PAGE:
Review: Kin, Royal Court

“Small dogs in packs and pairs, doing what small dogs do”

Set in an all-girls boarding school in the 1990s, EV Crowe’s Kin is the last show of 2010 to show upstairs at the Royal Court. Crowe’s writing was also featured in Clean Break’s Charged at the Soho Theatre with the short play Doris Day about the challenges for modern policewomen but this show looks at what could happen when young girls are cooped together in the claustrophobic atmosphere of boarding school, away from familial guidance.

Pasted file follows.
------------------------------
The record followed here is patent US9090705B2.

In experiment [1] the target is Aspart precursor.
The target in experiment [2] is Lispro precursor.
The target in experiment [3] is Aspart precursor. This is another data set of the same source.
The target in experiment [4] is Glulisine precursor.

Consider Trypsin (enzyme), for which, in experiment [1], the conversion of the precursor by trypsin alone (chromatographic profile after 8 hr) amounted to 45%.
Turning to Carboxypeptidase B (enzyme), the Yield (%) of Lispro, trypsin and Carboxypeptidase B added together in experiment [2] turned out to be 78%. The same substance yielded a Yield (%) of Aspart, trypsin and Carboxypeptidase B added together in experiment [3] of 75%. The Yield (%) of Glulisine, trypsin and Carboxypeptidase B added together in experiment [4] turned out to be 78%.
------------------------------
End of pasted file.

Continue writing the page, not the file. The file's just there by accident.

It focuses on two girls Mimi and Janey who have a complex friendship which is further complicated by another girl Nina accusing Janey of bullying. And so rivalries, burgeoning sexualities, precociousness and fraught emotions bubble up. The narrative is non-linear here though, a complicating factor which adds nothing and actually detracts from things as it all adds up to very little, fragments of scenes threatening to come to chilling life but hardly any actually achieving that and given the short running time combined with this structure, I didn’t feel like Crowe’s writing actually said anything and left me unmoved and completely indifferent to what I had just seen. Continue reading “Review: Kin, Royal Court”